Monthly Archives: October 2018

CLEan House: Browns Fire Hue Jackson, Media Members Speak Their Minds

David Dietrich is a second-year undergraduate student at Bowling Green State University. The Tiffin, Ohio native is a Sport Management major, with a minor in journalism. His primary sports interests are football, basketball, and baseball, at both collegiate and professional levels.

On Monday afternoon, the Cleveland Browns’ front office announced they would be relieving head coach Hue Jackson of his duties. This marks the sixth time since 2010 the Browns have fired their head coach after a loss to the Pittsburgh Steelers. This is justified by Sunday’s game, which was one of the ugliest games in recent memory. Jackson is notorious for leading his teams to competitive games, only to lose in the final minutes of the 4th quarter. This time, the Browns faced a three-touchdown deficit with under a minute to play. A last-minute touchdown drive against a cruising Steelers’ defense brought the score to a more respectable number, but the damage was already done. The day of reckoning had passed, and Jackson failed yet again.

Both local and national media publications are aggressively criticizing Jackson for his unsuccessful stint in Cleveland. The combination of his numbers (three wins and one tie in 40 games, good for a winning percentage of .088) and his constant mishandling of adversity made Jackson an easy target for frustrated writers and analysts. Terry Pluto (2018) of Cleveland.com  wrote that this action “won’t make things any worse” (para. 13), while SB Nation’s Ryan Van Bibber (2018) asserted that “Hue survived by creating chaos and then positioning himself as a victim and the one person who can clean it all up” (para. 36).  In perhaps the most opinionated piece, Pluto’s colleague Doug Lesmerises (2018) took several digs at Jackson, including “anyone could have done better” (para. 10), “every single problem Jackson faced for 2 1/2 seasons, he took and made it worse” (para. 19), and “the future of the Browns is brighter today because Jackson isn’t part of it” (para. 33).

Local media members will continue to take their shots at Jackson this week, then turn their attention towards interim head coach Gregg Williams as he prepares the team for a match-up against the AFC-best Kansas City Chiefs. Williams has not been a head coach since 2003. For now, Cleveland fans will do what they always do: tune in on Sunday afternoon and hope their beloved Brownies can somehow pull out a rare victory. This is potentially the most discouraged fan base across all major sports, and the loyal fans simply deserve better. As NFL teams progress through the back half of the season, there will be one question looming in the back of the minds of fans, players, and media members. For many people, it will be a rallying cry; for Browns fans, it will be a cry of desperation. As they try to salvage another disappointing season, Browns fans will be among many asking the all-important question: who’s next?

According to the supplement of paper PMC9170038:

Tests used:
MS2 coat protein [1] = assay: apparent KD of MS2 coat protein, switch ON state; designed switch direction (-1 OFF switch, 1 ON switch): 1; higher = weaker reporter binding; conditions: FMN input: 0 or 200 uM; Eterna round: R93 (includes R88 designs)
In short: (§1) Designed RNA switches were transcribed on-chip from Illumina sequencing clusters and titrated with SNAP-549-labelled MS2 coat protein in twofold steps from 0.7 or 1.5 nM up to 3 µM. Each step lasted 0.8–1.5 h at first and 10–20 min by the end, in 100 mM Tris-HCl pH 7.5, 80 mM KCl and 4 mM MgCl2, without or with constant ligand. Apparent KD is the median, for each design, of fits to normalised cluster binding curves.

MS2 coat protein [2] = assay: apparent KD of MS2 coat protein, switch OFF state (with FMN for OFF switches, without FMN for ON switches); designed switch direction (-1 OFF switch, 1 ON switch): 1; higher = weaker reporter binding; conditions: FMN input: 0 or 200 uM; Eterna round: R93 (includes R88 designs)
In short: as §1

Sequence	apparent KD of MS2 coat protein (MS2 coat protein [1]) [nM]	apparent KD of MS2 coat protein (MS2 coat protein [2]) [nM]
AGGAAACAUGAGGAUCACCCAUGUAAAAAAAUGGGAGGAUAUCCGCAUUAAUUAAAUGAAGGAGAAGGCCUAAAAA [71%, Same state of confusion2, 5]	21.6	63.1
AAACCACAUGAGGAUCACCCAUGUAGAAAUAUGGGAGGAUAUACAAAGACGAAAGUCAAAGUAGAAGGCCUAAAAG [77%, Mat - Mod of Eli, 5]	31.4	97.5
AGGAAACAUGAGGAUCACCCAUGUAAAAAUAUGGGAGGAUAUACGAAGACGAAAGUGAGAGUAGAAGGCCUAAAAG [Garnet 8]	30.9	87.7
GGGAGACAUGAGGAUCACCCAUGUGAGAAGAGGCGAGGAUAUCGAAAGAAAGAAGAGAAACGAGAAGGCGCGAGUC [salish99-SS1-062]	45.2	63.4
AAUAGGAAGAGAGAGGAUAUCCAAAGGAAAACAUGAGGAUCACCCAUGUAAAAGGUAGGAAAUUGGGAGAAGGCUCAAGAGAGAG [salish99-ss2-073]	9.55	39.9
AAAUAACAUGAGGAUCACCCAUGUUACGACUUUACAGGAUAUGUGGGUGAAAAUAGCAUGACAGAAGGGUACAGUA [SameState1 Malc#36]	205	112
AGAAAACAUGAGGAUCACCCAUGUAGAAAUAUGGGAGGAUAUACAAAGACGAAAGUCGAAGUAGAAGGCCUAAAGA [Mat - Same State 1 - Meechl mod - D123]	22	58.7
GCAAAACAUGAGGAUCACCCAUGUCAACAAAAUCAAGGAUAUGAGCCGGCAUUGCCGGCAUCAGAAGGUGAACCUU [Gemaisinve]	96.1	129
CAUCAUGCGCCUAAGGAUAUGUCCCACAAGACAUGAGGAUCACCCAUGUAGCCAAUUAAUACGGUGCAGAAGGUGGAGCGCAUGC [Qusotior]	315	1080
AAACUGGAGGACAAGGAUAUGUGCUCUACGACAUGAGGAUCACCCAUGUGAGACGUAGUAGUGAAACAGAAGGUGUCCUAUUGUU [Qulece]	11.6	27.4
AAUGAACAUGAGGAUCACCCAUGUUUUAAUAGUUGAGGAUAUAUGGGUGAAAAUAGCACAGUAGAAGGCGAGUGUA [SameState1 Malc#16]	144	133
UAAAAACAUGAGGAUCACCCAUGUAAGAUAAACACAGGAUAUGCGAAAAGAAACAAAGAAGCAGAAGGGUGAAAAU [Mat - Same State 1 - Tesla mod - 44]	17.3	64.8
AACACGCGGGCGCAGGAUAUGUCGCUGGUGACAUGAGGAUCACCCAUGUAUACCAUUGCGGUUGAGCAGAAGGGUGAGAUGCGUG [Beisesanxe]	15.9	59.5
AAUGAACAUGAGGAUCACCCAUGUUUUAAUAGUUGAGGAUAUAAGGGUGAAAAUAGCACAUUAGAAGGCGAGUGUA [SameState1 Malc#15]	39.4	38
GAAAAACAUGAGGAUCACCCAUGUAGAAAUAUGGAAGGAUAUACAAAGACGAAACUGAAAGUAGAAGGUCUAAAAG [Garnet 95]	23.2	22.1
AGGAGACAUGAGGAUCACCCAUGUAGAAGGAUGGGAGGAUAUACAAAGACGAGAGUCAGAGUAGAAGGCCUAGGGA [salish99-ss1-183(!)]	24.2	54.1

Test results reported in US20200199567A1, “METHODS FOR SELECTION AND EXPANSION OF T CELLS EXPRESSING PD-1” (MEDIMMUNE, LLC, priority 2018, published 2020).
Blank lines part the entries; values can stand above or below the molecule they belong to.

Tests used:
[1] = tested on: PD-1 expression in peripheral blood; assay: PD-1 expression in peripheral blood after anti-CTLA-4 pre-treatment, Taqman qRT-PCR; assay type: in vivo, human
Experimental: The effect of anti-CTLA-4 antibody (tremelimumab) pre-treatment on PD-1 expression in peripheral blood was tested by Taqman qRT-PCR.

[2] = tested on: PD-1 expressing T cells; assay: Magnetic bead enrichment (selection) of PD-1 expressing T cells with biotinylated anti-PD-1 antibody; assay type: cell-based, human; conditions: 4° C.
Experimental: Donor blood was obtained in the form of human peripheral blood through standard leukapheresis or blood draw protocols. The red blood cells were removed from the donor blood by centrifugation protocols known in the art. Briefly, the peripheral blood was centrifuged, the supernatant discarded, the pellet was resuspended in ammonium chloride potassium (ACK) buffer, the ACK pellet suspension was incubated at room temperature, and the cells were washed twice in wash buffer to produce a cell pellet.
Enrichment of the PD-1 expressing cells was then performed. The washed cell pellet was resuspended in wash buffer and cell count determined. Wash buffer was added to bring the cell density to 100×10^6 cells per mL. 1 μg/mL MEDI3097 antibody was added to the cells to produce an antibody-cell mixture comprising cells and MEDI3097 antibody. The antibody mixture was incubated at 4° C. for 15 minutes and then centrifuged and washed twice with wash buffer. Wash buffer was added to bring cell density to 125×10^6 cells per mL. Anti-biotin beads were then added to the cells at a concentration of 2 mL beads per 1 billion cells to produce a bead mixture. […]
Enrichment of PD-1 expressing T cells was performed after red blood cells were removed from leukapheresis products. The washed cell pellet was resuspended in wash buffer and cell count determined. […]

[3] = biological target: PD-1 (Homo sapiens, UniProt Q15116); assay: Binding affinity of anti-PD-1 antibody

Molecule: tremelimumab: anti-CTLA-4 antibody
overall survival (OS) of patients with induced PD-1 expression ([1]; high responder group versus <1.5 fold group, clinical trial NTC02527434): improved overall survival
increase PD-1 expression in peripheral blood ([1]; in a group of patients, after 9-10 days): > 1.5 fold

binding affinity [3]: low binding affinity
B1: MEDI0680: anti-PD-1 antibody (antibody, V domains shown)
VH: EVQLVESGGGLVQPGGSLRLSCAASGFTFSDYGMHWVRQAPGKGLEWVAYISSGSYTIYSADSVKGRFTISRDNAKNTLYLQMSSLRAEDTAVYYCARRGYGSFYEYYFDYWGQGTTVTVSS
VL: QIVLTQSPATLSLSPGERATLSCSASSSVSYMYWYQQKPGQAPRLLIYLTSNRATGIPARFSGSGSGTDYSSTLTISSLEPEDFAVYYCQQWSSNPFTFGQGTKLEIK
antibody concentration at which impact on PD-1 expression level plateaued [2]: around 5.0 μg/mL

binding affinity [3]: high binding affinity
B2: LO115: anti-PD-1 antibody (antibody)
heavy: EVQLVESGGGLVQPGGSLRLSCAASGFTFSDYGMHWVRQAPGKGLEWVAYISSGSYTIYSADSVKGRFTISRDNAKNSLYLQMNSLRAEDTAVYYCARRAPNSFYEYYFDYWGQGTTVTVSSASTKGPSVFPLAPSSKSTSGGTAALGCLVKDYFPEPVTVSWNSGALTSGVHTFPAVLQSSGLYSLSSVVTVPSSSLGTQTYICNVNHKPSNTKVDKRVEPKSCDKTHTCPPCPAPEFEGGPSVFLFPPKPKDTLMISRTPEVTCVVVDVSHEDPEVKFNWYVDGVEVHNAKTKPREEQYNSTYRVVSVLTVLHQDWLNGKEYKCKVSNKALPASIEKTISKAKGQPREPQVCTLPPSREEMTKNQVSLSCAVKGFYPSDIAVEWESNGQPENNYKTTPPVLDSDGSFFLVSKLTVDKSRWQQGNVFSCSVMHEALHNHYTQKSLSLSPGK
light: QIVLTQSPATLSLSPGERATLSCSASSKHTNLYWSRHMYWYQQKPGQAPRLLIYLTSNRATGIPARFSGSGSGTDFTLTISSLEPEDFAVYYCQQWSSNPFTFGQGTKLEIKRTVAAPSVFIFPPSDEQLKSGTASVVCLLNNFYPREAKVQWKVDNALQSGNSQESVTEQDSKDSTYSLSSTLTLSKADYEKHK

References

Lesmerises, D. (2018, October 29). Hue Jackson fired by the Browns, and no coach ever deserved it more. Cleveland.com. Retrieved from https://www.cleveland.com/browns/index.ssf/2018/10/hue_jackson_fired_by_the_brown.html

Pluto, T. (2018, October 29). Hue Jackson’s firing should set up John Dorsey to pick new Browns coach. Cleveland.com. Retrieved from https://www.cleveland.com/sports/columns/2018/10/hue-jacksons-firing-should-set-up-john-dorsey-to-pick-new-browns-coach-terry-pluto.html

Van Bibber, R. (2018, October 29). Hue Jackson finally ran out of excuses for the Browns being terrible. SBNation. Retrieved from https://www.sbnation.com/nfl/2018/10/29/18035166/cleveland-browns-hue-jackson-todd-haley-hot-seat-rumors-excuses-losses-steelers

 

National Media Aims to Make Le’Veon Bell Bad Guy in Holdout Fiasco

Drew Gallagher is a first-year undergraduate student at Bowling Green State University. He is a working towards getting a major in Sport Management and a minor in General Business. He is a proud native of Aurora, Illinois and is interested in many sports. He generally focuses on Baseball and Football at both the professional and collegiate levels.

Another week goes by as Le’Veon Bell still has not signed his $14.5 million franchise tender with the Pittsburgh Steelers. Being as good as he is, one would think that his teammates and fans would be incredibly eager to get him back. This might have been the case when the Steelers started 1-2-1; but after two big wins against the Falcons and Bengals, and two consecutive 100-yard, 2-TD rushing games from James Conner, fans in Pittsburgh are much less reluctant to beg for Bell to come back.

Le’Veon Bell is still of course the best running back in the league. Those involved with the Steelers have seemed to come to terms with the fact that chances are, they won’t have him on their team next year no matter when he comes back this year. Most fans have even gone a step further and are in hopes that he won’t come back at all. According to a poll surveyed by the Pittsburgh Post-Gazette, the largest newspaper in the Pittsburgh area, 66% of people don’t want him to come back (Cook, 2018). Ben Roethlisberger has also expressed his neutral stance on the topic (Gentille, 2018). While this may not completely be his fault, national media has tended to put the blame on Bell throughout this entire process.